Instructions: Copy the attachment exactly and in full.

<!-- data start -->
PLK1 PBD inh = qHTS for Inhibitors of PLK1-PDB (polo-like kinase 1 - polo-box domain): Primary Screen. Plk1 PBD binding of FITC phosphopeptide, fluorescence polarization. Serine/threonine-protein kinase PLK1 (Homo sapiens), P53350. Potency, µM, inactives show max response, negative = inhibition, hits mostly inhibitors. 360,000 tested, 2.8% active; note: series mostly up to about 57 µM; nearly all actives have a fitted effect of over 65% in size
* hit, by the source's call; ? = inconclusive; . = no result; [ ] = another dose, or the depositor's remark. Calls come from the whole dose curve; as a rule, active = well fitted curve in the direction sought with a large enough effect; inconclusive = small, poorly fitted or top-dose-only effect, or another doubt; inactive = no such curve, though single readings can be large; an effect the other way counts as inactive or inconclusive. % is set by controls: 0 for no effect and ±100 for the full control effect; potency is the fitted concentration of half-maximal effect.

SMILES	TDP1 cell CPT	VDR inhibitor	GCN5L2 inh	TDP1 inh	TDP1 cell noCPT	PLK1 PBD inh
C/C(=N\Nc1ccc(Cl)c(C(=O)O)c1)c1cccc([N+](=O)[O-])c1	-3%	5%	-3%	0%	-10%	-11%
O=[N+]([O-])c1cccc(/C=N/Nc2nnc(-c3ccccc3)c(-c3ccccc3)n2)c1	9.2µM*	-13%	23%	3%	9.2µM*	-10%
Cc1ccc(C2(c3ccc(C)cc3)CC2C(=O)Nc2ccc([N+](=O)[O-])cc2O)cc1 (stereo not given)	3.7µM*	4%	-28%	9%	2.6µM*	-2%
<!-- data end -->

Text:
PLK1 PBD inh = qHTS for Inhibitors of PLK1-PDB (polo-like kinase 1 - polo-box domain): Primary Screen. Plk1 PBD binding of FITC phosphopeptide, fluorescence polarization. Serine/threonine-protein kinase PLK1 (Homo sapiens), P53350. Potency, µM, inactives show max response, negative = inhibition, hits mostly inhibitors. 360,000 tested, 2.8% active; note: series mostly up to about 57 µM; nearly all actives have a fitted effect of over 65% in size
* hit, by the source's call; ? = inconclusive; . = no result; [ ] = another dose, or the depositor's remark. Calls come from the whole dose curve; as a rule, active = well fitted curve in the direction sought with a large enough effect; inconclusive = small, poorly fitted or top-dose-only effect, or another doubt; inactive = no such curve, though single readings can be large; an effect the other way counts as inactive or inconclusive. % is set by controls: 0 for no effect and ±100 for the full control effect; potency is the fitted concentration of half-maximal effect.

SMILES	TDP1 cell CPT	VDR inhibitor	GCN5L2 inh	TDP1 inh	TDP1 cell noCPT	PLK1 PBD inh
C/C(=N\Nc1ccc(Cl)c(C(=O)O)c1)c1cccc([N+](=O)[O-])c1	-3%	5%	-3%	0%	-10%	-11%
O=[N+]([O-])c1cccc(/C=N/Nc2nnc(-c3ccccc3)c(-c3ccccc3)n2)c1	9.2µM*	-13%	23%	3%	9.2µM*	-10%
Cc1ccc(C2(c3ccc(C)cc3)CC2C(=O)Nc2ccc([N+](=O)[O-])cc2O)cc1 (stereo not given)	3.7µM*	4%	-28%	9%	2.6µM*	-2%